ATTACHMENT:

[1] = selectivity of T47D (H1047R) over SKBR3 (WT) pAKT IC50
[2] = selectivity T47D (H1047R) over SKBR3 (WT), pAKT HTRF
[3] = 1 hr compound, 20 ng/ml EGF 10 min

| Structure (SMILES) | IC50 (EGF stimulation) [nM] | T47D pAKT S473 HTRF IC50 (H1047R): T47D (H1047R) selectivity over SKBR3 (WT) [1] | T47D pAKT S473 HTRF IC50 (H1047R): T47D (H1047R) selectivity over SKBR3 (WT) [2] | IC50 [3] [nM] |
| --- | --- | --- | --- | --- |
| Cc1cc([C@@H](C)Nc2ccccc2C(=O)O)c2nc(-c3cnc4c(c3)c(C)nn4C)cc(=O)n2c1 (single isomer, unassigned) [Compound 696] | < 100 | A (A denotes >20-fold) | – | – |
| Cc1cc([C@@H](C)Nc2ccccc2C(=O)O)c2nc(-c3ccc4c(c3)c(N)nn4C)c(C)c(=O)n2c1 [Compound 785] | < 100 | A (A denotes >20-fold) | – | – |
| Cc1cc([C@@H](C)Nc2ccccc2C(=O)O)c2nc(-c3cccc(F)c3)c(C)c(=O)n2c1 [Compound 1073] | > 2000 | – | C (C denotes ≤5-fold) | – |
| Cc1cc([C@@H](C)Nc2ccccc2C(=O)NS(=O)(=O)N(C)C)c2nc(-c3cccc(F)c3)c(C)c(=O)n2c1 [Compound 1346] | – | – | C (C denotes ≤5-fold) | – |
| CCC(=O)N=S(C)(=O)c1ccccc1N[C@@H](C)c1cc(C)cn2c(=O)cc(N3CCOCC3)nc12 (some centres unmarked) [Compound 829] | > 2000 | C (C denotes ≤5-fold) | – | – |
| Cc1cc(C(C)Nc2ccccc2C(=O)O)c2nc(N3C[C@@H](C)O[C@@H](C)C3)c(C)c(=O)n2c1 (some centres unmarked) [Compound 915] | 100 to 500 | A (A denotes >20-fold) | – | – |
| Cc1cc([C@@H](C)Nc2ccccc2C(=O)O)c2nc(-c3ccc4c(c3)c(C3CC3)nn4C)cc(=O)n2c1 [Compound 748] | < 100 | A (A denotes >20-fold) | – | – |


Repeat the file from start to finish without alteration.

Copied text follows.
[1] = selectivity of T47D (H1047R) over SKBR3 (WT) pAKT IC50
[2] = selectivity T47D (H1047R) over SKBR3 (WT), pAKT HTRF
[3] = 1 hr compound, 20 ng/ml EGF 10 min

| Structure (SMILES) | IC50 (EGF stimulation) [nM] | T47D pAKT S473 HTRF IC50 (H1047R): T47D (H1047R) selectivity over SKBR3 (WT) [1] | T47D pAKT S473 HTRF IC50 (H1047R): T47D (H1047R) selectivity over SKBR3 (WT) [2] | IC50 [3] [nM] |
| --- | --- | --- | --- | --- |
| Cc1cc([C@@H](C)Nc2ccccc2C(=O)O)c2nc(-c3cnc4c(c3)c(C)nn4C)cc(=O)n2c1 (single isomer, unassigned) [Compound 696] | < 100 | A (A denotes >20-fold) | – | – |
| Cc1cc([C@@H](C)Nc2ccccc2C(=O)O)c2nc(-c3ccc4c(c3)c(N)nn4C)c(C)c(=O)n2c1 [Compound 785] | < 100 | A (A denotes >20-fold) | – | – |
| Cc1cc([C@@H](C)Nc2ccccc2C(=O)O)c2nc(-c3cccc(F)c3)c(C)c(=O)n2c1 [Compound 1073] | > 2000 | – | C (C denotes ≤5-fold) | – |
| Cc1cc([C@@H](C)Nc2ccccc2C(=O)NS(=O)(=O)N(C)C)c2nc(-c3cccc(F)c3)c(C)c(=O)n2c1 [Compound 1346] | – | – | C (C denotes ≤5-fold) | – |
| CCC(=O)N=S(C)(=O)c1ccccc1N[C@@H](C)c1cc(C)cn2c(=O)cc(N3CCOCC3)nc12 (some centres unmarked) [Compound 829] | > 2000 | C (C denotes ≤5-fold) | – | – |
| Cc1cc(C(C)Nc2ccccc2C(=O)O)c2nc(N3C[C@@H](C)O[C@@H](C)C3)c(C)c(=O)n2c1 (some centres unmarked) [Compound 915] | 100 to 500 | A (A denotes >20-fold) | – | – |
| Cc1cc([C@@H](C)Nc2ccccc2C(=O)O)c2nc(-c3ccc4c(c3)c(C3CC3)nn4C)cc(=O)n2c1 [Compound 748] | < 100 | A (A denotes >20-fold) | – | – |